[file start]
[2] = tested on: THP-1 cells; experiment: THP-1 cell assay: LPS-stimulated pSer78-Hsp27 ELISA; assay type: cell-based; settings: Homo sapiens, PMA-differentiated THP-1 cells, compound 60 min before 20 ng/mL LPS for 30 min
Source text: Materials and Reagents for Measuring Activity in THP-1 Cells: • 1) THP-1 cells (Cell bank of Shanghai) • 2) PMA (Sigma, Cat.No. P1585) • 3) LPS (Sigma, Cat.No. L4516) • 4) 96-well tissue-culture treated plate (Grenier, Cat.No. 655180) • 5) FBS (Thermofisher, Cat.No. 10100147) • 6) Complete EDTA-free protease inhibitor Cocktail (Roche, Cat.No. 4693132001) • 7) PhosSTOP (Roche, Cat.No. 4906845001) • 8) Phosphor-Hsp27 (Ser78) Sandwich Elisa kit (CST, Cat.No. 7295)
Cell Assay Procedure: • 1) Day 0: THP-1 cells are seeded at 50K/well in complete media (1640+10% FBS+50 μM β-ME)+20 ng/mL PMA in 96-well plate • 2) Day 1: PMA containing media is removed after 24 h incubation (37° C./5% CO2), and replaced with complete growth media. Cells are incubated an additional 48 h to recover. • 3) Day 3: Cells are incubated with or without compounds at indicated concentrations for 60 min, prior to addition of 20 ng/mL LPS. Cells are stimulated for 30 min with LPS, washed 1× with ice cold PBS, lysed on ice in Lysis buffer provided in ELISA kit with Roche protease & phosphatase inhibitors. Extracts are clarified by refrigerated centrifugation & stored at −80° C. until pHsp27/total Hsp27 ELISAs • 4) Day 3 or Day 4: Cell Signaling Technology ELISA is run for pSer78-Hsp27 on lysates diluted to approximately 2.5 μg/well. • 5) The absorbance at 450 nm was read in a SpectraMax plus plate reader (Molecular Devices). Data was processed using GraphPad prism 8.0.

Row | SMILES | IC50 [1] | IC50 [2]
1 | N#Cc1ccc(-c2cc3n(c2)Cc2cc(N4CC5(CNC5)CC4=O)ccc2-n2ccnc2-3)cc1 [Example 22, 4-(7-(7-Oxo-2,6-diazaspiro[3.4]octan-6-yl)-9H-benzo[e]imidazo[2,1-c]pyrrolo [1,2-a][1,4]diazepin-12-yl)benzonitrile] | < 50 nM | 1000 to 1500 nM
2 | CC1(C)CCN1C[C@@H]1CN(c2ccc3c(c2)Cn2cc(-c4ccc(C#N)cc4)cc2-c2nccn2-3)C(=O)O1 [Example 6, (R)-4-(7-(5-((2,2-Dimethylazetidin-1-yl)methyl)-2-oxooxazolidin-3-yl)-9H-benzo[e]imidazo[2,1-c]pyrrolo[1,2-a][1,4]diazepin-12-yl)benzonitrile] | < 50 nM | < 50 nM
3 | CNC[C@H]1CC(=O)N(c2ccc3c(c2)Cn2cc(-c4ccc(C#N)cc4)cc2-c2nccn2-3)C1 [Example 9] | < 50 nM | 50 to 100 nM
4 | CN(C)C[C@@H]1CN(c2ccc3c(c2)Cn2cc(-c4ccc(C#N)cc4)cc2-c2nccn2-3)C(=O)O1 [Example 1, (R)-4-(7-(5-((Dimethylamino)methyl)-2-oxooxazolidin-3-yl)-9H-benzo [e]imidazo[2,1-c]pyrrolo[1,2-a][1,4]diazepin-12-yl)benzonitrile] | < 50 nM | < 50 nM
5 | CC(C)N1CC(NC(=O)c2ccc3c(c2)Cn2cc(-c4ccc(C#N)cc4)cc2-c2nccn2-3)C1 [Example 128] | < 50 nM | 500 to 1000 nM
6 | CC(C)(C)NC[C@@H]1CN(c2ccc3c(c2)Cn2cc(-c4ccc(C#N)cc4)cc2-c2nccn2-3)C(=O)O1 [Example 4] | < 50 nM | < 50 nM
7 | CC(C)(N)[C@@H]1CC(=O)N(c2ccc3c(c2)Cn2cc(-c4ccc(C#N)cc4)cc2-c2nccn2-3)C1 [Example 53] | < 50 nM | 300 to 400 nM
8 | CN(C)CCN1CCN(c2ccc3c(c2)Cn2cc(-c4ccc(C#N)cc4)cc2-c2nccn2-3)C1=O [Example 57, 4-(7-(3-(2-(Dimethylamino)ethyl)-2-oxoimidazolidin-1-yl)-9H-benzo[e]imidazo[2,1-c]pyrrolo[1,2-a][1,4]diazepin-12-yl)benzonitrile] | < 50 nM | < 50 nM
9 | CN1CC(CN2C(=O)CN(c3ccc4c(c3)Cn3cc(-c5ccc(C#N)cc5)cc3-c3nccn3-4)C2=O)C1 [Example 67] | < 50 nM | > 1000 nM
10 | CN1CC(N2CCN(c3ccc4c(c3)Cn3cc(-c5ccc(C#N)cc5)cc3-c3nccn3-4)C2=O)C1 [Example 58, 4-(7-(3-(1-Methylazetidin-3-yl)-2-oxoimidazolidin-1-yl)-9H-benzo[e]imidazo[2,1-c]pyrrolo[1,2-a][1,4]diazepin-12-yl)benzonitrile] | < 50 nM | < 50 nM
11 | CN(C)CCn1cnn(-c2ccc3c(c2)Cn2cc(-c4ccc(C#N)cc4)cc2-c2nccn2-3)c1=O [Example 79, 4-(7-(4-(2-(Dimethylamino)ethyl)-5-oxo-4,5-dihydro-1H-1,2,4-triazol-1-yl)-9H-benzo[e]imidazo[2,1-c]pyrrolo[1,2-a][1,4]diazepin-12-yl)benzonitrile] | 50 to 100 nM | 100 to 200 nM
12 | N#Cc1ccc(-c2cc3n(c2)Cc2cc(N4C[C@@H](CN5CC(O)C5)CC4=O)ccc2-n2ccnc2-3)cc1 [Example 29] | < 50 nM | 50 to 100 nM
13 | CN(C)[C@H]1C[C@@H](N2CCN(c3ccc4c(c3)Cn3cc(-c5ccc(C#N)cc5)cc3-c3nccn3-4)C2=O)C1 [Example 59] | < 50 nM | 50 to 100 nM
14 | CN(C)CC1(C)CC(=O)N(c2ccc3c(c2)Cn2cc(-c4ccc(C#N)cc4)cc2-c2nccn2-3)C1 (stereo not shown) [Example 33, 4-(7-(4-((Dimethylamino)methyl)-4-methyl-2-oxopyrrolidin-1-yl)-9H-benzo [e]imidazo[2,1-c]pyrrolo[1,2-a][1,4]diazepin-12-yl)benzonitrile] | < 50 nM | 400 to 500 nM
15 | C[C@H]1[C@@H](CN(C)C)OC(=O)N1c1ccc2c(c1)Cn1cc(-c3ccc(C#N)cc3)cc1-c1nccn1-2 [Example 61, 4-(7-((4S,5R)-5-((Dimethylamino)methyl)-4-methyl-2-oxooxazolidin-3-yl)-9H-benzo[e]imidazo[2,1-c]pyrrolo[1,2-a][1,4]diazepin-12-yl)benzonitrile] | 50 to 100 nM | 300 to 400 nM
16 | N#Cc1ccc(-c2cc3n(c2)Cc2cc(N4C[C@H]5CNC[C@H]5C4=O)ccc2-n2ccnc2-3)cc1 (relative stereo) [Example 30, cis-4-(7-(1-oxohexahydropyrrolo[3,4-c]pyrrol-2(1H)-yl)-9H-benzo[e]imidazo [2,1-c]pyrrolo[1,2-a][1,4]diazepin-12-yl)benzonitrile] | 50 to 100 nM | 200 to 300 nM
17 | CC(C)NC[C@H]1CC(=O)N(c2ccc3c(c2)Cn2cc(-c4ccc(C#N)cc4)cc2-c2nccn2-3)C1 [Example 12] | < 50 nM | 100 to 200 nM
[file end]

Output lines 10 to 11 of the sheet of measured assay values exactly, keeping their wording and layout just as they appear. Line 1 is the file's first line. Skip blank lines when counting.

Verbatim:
6 | CC(C)(C)NC[C@@H]1CN(c2ccc3c(c2)Cn2cc(-c4ccc(C#N)cc4)cc2-c2nccn2-3)C(=O)O1 [Example 4] | < 50 nM | < 50 nM
7 | CC(C)(N)[C@@H]1CC(=O)N(c2ccc3c(c2)Cn2cc(-c4ccc(C#N)cc4)cc2-c2nccn2-3)C1 [Example 53] | < 50 nM | 300 to 400 nM